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SOPA/PIPA

Statler and Waldorf from The Muppet Show

These are not the people who should be writing Internet policy.

Do you like all those awesome pop culture references and movie stills we use around these parts all the time? If you’re in the USA, here are some good links for you to check out today:

Mother Jones’s coverage of the SOPA/PIPA Issue

ProPublica’s tracker of individual congresspeople and where they stand on the issue.

A very no-hassle way to contact your particular congresspeople about the issue.

Sorry, rest of the world! We’ll resume normal activities soon enough.

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7 comments
  1. An excellent link – the Cheezburger network also has a list of direct phone numbers on their site if you like to do it the confrontational way. THANKS FOR SHARING!

  2. Rachel said:

    Word of advice from a friend who’s a former congressional intern:

    “For those of you thinking of calling your Members of Congress to oppose SOPA/PIPA: Keep your phone calls short and sweet. They’ve already heard any argument you might have; your individual call won’t be determinative. Don’t tie up the line; free it up for others. It’s the numbers that matter.”

  3. What I have also been told is that representatives and senators give substantially more weight to letters they receive sent through their individual Web forms, than those sent by aggregator sites like “act.protectinnovation.com”.

    • JenniferP said:

      What I have been told is that they really don’t give a fuck and have made up their minds based on how much money they’ve taken in donations, but you’re right – more than one avenue of action is best. I posted the easiest possible way for people.

  4. Brigid said:

    This Guardian article explains why SOPA and PIPA are really, really, terrifyingly relevant even to people who aren’t U.S. citizens. So, “rest of the world,” not sure we can really promise a return to normal activities, but this post is your business, too.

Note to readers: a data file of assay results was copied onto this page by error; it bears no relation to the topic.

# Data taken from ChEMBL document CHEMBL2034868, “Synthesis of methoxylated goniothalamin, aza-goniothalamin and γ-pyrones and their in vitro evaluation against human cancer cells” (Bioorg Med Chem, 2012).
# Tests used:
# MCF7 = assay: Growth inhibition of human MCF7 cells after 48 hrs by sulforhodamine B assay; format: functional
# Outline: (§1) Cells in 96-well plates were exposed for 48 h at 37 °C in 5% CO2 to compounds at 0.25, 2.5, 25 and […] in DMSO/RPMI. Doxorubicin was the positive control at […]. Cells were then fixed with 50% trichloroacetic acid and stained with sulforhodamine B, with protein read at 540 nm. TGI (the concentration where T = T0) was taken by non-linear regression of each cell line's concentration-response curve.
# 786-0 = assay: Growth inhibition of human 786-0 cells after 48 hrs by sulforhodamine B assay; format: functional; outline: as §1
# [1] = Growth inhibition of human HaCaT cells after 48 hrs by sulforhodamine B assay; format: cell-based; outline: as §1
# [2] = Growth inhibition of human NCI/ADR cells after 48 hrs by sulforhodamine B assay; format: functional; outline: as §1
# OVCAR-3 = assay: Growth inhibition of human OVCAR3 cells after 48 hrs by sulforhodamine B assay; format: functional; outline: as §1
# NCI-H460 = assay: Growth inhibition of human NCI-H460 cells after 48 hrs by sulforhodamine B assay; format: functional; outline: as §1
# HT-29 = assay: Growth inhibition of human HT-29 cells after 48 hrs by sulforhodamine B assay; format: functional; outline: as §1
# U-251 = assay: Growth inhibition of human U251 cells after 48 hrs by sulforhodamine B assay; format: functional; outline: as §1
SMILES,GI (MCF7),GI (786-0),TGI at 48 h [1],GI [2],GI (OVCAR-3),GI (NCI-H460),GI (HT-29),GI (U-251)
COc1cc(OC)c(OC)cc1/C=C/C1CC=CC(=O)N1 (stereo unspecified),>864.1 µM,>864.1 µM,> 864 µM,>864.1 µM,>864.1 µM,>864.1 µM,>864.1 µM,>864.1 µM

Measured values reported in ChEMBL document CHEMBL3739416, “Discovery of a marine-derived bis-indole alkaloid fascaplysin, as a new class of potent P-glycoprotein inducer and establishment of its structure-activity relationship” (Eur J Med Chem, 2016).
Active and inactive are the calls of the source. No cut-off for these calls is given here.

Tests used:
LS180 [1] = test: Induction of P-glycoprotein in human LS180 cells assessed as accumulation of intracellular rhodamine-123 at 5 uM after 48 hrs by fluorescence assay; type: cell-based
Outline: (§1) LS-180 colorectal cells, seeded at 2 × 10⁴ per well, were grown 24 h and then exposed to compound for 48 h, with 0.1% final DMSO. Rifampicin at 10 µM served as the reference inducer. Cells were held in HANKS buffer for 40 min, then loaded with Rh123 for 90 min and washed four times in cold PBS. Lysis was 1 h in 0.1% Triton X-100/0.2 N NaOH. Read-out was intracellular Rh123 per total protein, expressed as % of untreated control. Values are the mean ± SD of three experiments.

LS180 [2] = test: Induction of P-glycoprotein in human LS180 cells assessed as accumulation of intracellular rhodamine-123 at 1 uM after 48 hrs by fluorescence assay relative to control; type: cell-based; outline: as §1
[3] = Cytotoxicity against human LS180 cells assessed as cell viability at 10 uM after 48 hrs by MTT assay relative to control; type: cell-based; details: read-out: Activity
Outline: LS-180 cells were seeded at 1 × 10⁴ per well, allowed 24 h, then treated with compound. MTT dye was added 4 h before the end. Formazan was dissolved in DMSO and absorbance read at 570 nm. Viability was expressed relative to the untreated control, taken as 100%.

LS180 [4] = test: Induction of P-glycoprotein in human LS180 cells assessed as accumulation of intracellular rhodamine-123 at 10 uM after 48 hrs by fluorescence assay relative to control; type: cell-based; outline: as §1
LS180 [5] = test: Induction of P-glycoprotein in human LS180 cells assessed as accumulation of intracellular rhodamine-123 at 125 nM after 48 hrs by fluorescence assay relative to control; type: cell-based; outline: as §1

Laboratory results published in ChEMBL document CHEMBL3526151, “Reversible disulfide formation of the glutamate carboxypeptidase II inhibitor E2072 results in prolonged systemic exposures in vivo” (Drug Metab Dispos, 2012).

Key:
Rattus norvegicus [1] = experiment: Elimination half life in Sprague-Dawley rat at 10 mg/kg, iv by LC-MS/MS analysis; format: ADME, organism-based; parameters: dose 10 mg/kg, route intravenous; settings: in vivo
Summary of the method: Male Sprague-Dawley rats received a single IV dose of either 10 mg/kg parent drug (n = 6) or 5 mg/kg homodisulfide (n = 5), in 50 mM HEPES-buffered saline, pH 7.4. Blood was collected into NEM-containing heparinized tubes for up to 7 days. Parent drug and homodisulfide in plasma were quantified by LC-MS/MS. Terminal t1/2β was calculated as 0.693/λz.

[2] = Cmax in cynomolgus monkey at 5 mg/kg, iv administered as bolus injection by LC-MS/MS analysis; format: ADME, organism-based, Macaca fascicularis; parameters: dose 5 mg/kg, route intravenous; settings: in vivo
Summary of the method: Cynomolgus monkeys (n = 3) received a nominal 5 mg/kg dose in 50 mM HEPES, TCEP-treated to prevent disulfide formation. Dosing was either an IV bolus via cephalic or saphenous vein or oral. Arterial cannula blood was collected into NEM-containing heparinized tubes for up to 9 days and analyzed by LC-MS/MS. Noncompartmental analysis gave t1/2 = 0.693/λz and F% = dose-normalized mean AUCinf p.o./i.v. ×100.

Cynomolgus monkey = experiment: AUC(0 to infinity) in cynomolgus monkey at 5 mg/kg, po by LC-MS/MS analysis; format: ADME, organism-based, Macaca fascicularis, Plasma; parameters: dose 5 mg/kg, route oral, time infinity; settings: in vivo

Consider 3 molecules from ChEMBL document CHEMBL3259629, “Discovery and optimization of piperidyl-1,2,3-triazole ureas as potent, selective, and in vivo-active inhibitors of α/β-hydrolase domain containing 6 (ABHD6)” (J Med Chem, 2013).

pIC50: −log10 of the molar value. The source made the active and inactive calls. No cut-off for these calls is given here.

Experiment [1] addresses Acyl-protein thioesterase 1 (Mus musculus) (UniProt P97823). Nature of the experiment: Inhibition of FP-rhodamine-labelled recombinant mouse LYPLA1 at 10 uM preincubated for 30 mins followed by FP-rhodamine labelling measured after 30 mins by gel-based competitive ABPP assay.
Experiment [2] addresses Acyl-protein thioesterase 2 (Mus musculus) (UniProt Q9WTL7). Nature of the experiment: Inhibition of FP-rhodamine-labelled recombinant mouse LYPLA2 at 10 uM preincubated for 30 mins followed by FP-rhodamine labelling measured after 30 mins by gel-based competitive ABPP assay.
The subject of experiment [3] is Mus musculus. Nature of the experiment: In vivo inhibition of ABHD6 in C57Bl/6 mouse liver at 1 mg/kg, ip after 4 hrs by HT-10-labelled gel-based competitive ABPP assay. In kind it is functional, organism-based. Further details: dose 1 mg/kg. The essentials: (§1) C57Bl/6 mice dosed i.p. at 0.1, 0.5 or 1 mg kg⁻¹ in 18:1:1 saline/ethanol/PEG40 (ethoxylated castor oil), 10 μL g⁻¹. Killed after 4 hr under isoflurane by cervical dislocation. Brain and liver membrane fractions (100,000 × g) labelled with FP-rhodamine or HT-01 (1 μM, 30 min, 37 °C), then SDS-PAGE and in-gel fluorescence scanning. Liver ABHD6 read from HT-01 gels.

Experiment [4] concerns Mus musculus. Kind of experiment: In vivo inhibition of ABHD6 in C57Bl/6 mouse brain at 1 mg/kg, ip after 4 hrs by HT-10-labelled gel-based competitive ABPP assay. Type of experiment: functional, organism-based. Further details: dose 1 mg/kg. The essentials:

• Hugh said:

      It’s kind of hard to think how to influence it as a non-US citizen though. The wikipedia blackout guidelines says “Contact your local State Department*, Ministry of Foreign Affairs, or similar branch of government”. I don’t really see Congressmen changing their stance because of pressure from foreign diplomats, in fact if anything that might provoke the opposite response – “Pass SOPA or admit that foreigners have a right to interfere with our internal affairs”

      It’d probably be more effective to simply write to Congressmen pretending to be Americans and saying “If SOPA passes I won’t vote for you”. Technically true, too!

      *Protip: No country other than the USA has a ‘State Department’.

      • Brigid said:

        Yes, non-U.S. citizens can contact their Foreign Ministries. Although I think focusing on the presumed futility of such actions is counterproductive, my comment really was more a response to the Captain saying, “Sorry, rest of the world! We’ll resume normal activities soon enough.” I read that as, “Sorry we’re talking about things that aren’t relevant to you,” and I just wanted to point out that this is very relevant for anyone who uses the internet, American or not; therefore, no apologies needed. Whether that spurs people to action is up to them.

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